Why We’re Spooking Fish (With our Boats)

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fish lateral line

Here’s a very, very important illustration, which shows how we spook the heck out of fish with our boats.

fish lateral lineThis is a representation of a fish’s lateral line. As you can see in the blow-up box, each of the tiny dots you see on a fish’s flanks, which make up its lateral line, has a delicate sensory cell. And all of those cells are connected, via the lateral line canal. This explains how fish can detect tiny changes in water pressure, as they’re struck by pressure waves. Another fish swimming by, a rock falling into the water, and a boat are all examples of things that can cause such pressure waves.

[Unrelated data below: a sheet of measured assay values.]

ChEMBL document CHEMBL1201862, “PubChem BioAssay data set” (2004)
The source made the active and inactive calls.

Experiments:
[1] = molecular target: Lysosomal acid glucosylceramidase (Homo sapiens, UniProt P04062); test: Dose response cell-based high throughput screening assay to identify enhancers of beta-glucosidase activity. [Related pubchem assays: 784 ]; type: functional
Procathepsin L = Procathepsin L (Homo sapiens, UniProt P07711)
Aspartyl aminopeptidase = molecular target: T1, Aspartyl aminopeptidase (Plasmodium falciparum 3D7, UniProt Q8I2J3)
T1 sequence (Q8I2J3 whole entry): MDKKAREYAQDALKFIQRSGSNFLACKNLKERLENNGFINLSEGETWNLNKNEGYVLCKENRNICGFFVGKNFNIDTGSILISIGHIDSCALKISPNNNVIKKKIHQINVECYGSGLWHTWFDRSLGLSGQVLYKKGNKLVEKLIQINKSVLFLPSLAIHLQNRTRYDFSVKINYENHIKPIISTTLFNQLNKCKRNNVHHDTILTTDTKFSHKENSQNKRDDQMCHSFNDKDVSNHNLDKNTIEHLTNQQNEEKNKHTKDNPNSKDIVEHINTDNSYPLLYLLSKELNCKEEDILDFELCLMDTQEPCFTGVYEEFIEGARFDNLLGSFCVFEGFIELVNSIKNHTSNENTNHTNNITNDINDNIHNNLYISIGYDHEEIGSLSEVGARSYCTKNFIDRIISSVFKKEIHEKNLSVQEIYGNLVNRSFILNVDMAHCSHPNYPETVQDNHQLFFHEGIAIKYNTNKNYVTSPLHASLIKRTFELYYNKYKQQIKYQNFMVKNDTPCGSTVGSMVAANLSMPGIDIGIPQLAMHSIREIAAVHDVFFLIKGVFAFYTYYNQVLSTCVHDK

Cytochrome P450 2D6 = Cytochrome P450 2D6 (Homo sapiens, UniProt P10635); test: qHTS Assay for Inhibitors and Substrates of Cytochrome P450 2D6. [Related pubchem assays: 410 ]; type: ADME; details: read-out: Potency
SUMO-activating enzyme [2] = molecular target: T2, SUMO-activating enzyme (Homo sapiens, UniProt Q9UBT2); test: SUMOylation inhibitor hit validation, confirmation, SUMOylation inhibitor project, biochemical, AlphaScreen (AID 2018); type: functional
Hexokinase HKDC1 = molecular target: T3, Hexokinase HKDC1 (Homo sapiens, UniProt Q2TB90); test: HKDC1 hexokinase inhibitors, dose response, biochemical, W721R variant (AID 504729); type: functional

Of course, you already knew it was possible to spook fish, either with your boat or otherwise. You’ve probably seen a bass become startled when a lure plopped down too close to it, or a redfish dart away when you slammed a hatch on your boat. What many of us fail to realize is just how sensitive that lateral line is, and just how easy it is for us to spook those fish.

Let’s say, for example, you drop a one-ounce lead weight in the bottom of your boat. Can a near-by fish really hear a noise like that? Without a doubt. And while it may not flee in terror, it might raise its guard and decide not to strike your lure, too.

The bottom line? Fish can “hear” (sense) a lot more than we think they can. And everything from that falling weight to a running engine to a pinging fishfinder can add to their discomfort level, turning a feeding fish into one with lock-jaw. So the next time you approach a hot-spot, remember to keep the sounds levels low and evade the effects of that lateral line.

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